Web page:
Looking to expand my flock


In the Brooder
Oct 21, 2020
Quaker Hill Connecticut
Come spring I'm looking to get some more birds we are focused on egg playing and not really worried about meat. I have 3 good Rhode Island Reds and two Polish hens that may or may not stay plus two Roos that I have to find homes for I wanna have 10 to 15 birds that get along well. What do you guys have for suggestions for breeds? Thank you in afvance

Lovem all

Jul 29, 2020
Barred rocks are really smart, great for laying big eggs, very hardy, sweet. They are my favorite kind.
Austrolrps are great too they lay a bit more and a bit darker egg but not as friendly.

Mrs. K

Free Ranging
Nov 12, 2009
western South Dakota
I do love dual purpose birds, and I started with them. But over the years, I went with a meat flock for meat, and a laying flock for eggs. This year I am trying some hybrids that are suppose to have high egg production. They should begin laying soon I hope.

My point is there a lot of egg layers, they tend to lay great for 2-3 years, and not live much longer after that. But that works for me. If you want purebred birds, I would try out the some the variation of the leghorns. I am thinking of adding the brown leghorns this next year, as something to try.



needs more sleep
Premium Feather Member
May 21, 2020
I agree that for eggs, you don't get much better than BRs, leghorns, and RIRs. I will also recommend wyandottes, easter eggers, and buckeyes.


Crossing the Road
Premium Feather Member
Feb 2, 2009
Southeast Louisiana
Where are you located, at least the country? That could help direct my answer. If you modify your profile to show that then that info is always available. That basic info comes in handy for so many different reasons than just climate.

While breeds can have tendencies I find that individual differences are quite important. Strain matters a lot too. By strain I mean that if the person that selects which chickens get to breed emphasizes certain traits then those traits are more likely to show up. If a breeder of RIR's selects for larger egg size, the average egg size will get larger. If they emphasize number of eggs laid then the average number of eggs laid increases. Still, breed tendencies are probably the best thing you have to go on. One approach would be to go to Henderson's Breed Chart and see what traits you like, then go to Feathersite to see what the chicken looks like. You will probably see a lot that you like.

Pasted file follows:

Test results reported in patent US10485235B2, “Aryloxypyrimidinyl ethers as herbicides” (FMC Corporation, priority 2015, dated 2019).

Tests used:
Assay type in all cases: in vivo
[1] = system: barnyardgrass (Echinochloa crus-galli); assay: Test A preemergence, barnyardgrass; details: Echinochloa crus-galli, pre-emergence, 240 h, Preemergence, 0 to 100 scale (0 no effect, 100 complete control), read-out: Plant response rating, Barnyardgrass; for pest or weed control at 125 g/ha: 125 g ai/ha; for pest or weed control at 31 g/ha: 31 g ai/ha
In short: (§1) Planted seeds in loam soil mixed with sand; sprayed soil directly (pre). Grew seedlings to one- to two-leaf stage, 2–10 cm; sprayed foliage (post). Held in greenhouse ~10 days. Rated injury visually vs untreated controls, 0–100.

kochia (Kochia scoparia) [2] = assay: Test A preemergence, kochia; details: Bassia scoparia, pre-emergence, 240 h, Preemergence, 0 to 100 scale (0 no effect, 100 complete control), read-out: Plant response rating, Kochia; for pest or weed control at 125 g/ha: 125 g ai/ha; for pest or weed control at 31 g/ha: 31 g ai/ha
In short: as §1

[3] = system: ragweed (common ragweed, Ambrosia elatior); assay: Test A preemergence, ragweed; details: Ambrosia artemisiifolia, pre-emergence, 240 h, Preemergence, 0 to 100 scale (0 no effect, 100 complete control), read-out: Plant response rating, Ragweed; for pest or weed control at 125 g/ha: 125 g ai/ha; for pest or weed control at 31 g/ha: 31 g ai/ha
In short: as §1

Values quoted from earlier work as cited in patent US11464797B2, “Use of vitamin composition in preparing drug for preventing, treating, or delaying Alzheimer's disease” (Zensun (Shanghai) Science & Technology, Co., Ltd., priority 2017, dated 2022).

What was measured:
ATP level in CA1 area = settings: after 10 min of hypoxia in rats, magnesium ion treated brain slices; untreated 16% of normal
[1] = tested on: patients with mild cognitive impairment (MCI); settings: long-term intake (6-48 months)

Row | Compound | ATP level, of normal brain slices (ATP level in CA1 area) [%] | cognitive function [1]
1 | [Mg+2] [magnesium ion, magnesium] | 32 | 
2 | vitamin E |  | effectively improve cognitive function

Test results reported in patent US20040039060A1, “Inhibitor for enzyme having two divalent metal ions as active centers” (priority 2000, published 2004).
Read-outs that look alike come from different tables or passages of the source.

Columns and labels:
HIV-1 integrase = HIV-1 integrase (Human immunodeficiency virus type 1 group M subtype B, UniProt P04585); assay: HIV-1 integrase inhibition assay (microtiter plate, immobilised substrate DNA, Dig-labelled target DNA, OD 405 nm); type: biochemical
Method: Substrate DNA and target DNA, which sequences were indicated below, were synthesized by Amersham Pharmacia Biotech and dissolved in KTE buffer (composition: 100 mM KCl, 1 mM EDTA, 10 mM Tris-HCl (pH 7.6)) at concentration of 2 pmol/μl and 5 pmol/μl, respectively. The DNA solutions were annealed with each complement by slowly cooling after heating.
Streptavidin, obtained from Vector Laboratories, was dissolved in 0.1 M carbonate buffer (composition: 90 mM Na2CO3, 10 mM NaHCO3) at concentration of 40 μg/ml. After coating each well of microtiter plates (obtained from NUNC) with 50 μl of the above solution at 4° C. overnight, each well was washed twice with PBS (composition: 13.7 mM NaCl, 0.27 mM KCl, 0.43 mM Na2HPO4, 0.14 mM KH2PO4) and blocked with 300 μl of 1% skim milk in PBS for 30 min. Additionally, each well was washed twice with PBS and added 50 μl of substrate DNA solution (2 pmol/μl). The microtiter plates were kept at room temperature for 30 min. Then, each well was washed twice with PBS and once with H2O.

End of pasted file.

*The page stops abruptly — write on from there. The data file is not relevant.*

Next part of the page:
Henderson’s Breed Chart




Henderson's only look at breeds and not necessarily all of them. There are several types of chickens that might suit you that don't show up there. The commercial laying hybrids for example. Still, it is the most comprehensive list I know of.

My suggestion is to not put all your eggs in one basket. It often happens that what you think you'll like turns out to not suit you all that well after all. So instead of going with one breed or type go with different ones and see how they do side by side. Eat or sell the ones you don't like and get more of the ones you do. Get them from the same source so you are getting the same strain. Your goals, likes, and personal preferences are what is important, not mine.

I don't now where you are getting the birds (a hatchery, a feed store, or an individual) so I don't know your options. If you are in the US and are getting them from a hatchery you might look at one of their laying hens assortments. Many hatcheries offer those. You don't know what you'll get but it should be different chickens that lay well. These are typically less expensive than buying certain breeds. Or order some of the specific breeds you think you'll like. If you are in another country I don't know what options you have.

If your sole interest is in eggs some breeds or types are better choices than others. Generally you want production breeds, not decorative or meat birds. As long as you take a little care it's kind of hard to make a bad selection. A little homework is required but you have a great chance of being happy.

Good luck!

cottontail farm

Dec 26, 2014
Rural NW Pa
I love my leghorn and she lays about 6 eggs a week. The production is unbelievable. I didn't realize until owning one how pretty they really are in a backyard flock. They look nothing like a factory bird.


Jul 10, 2009
North Carolina Sandhills
I can no longer find the links to the "What Chicken is Right For You?" quizzes I took when I got my first, in-town flock. (My answer always came up Delaware and Australorp).

I'm still working through my experiments with different breeds to see which I like best and which do best with my climate, conditions, and management style.


Jul 10, 2020
Central Michigan
My Coop
I think any of the sex link breeds would work for you as well. I have some Black Sex Links and while mine aren’t laying yet they have great personalities for being part of a backyard flock.

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